expand northward again; it reappeared in northern Minnesota about 9400
years ago (H. E. Wright, "The roles of pine and spruce in the forest
history of Minnesota and adjacent areas", Ecology, 49,
A. J. Craig (Absolute pollen analysis of laminated sediments: a
pollen diagram from northeastern Minnesota, M.S. thesis,
University of Minnesota, 1970) counted pollen in a phenomenal 9400
sedimentary laminae from a core at Lake of the Clouds. According to
his data, as white pine invaded the region surrounding the lake, it
competed with entrenched populations of jack pine (Pinus
banksiana) and red pine (Pinus resinosa), which occupy
essentially the same coarse, sandy soil as P. strobus. The
combined pine tree pollen accounted for about 60-70% of the pollen
during the period of interest; other plant species remained
essentially constant during the time period (with the exception of
spruce (Picea) which decreased).
Craig's data is condensed and analyzed by W. A. Watts ("Rates of
change and stability in vegetation in the perspective of long periods
of time", Quaternary Plant Ecology, H.J.B. Birks and
R.G. West, eds, Blackwell Scientific, 1973), and we have reproduced
portions of this data below. Note that in the second column, time is
measured in units of thousands of years.
Years 9131 P.bank/P.resin P.strobus
Ago (Thousands) percentage percentage
----- ---------- -------------- ----------
9131 0.0 53.4 3.2
8872 0.259 65.5 0.0
8491 0.640 61.8 3.7
8121 1.010 55.2 3.4
7721 1.410 60.4 1.7
7362 1.769 59.4 1.8
7005 2.126 50.6 10.6
6699 2.432 51.6 7.0
6444 2.687 40.0 21.2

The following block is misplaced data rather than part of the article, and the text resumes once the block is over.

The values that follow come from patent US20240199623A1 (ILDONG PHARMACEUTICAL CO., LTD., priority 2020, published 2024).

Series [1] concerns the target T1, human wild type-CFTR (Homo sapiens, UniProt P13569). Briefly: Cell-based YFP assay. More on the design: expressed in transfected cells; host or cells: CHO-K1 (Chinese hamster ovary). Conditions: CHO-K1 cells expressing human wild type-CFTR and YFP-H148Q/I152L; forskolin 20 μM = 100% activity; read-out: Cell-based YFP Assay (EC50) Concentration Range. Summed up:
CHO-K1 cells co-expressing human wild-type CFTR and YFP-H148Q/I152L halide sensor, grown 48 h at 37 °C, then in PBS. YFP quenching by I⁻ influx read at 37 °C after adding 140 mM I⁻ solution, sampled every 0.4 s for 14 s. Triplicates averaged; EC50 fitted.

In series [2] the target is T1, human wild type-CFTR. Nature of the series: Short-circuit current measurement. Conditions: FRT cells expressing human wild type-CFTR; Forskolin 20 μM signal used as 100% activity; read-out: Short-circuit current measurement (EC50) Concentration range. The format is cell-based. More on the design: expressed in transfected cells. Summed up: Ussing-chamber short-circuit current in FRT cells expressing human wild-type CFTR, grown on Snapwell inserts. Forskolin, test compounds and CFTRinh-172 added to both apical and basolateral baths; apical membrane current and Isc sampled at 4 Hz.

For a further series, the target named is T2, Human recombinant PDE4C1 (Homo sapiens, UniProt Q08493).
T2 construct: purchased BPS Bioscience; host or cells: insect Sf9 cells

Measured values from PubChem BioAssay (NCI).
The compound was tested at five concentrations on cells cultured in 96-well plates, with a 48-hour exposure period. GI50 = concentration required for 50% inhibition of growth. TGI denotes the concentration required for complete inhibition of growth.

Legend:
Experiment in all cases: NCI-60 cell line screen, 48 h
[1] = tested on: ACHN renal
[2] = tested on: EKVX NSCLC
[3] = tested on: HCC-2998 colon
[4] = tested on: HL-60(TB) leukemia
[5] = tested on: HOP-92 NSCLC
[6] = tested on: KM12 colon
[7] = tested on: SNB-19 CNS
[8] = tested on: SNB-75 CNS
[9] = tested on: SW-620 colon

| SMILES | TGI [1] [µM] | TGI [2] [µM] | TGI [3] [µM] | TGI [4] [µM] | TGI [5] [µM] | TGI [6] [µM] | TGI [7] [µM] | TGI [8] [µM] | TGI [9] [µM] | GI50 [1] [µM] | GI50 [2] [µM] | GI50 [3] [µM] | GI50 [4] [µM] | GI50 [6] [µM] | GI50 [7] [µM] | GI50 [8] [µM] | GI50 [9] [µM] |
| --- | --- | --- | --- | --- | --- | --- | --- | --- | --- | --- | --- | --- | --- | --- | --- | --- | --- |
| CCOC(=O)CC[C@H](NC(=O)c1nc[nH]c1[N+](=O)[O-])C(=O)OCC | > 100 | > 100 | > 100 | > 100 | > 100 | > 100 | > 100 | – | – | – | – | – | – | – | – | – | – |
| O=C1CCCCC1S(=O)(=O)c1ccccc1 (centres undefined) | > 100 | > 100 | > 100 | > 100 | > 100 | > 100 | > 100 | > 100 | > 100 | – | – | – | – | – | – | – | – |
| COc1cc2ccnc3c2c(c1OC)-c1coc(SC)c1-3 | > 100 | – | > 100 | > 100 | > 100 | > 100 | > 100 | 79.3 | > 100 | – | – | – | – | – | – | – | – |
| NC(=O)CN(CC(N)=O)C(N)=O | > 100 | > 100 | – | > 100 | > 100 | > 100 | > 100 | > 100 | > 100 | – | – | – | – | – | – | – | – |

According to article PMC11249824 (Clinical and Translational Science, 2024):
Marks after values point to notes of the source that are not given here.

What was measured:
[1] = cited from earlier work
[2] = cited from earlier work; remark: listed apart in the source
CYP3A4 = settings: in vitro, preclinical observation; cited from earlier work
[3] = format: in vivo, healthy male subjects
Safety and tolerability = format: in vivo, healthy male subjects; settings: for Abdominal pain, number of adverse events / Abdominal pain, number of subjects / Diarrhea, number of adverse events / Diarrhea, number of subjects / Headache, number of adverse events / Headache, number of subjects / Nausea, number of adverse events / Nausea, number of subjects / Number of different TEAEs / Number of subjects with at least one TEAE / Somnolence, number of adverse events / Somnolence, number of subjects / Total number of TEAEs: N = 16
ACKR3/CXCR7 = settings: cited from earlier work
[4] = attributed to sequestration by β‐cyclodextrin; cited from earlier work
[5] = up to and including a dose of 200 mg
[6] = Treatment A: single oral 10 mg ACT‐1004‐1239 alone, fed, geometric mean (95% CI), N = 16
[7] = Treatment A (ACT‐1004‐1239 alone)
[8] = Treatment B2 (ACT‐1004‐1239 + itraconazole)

5983 3.148 29.7 34.2
5513 3.618 25.0 40.4
5022 4.109 32.5 29.8
4518 4.613 22.7 46.2
4102 5.029 31.6 33.0
3624 5.507 32.5 37.6
3168 5.963 27.1 39.5
Table 2: Percentages of pollen for red/jack pine and
white pine for sedimentary layers at Lake of the Clouds, MN.
By scanning the data, it is clear that percentages of
red and jack pine decreased during the time period indicated, whereas
white pine pollen increased. If we assume that these pollen counts are
representative of the relative populations of these species,
then we have a basis for examining the population growth of
P. strobus and the simultaneous decline of P. banksiana
and P. resinosa.
- For the P. strobus data set,
use the Population Simulator
with the option to "Plot data for trees" to
model the growth of the white pine population near Lake of the Clouds.
(The green data points indicate red/jack pine pollen; the blue data points
indicate the invading white pine.)
- Find and record an initial population, a net birth rate, and a coefficient
of overcrowding that qualitatively matches the growth
curve for this species of pine.
- Identify the three phases of logistic growth for this species
of pine (if applicable). How long was the expansion phase?
- Estimate the equilibrium value for this species.
- Repeat the above analysis for the P. banksiana
and P. resinosa data set (green data points).
Again, identify phases of growth, if applicable.
- Recall that for the exponential growth model, we chose our
parameters to try to minimize the
sum of the squares of the residuals
between the data and a solution curve. Explain how one might
attempt a similar procedure to find parameter values that best fit
this data set.
- Because of your success in the mathematical modeling of population data,
you are invited to give an address at the next International Congress of
Mathematical Ecologists. You decide that the title of your talk will be
"Post-Glacial Populations of Minnesota Pines: Are the Growth Curves Logistic?"
Write an abstract (one page or less)
describing the main points of your talk. In particular, argue why you
do or do not believe that the pine data we are considering
comes from a population that obeys a logistic growth law.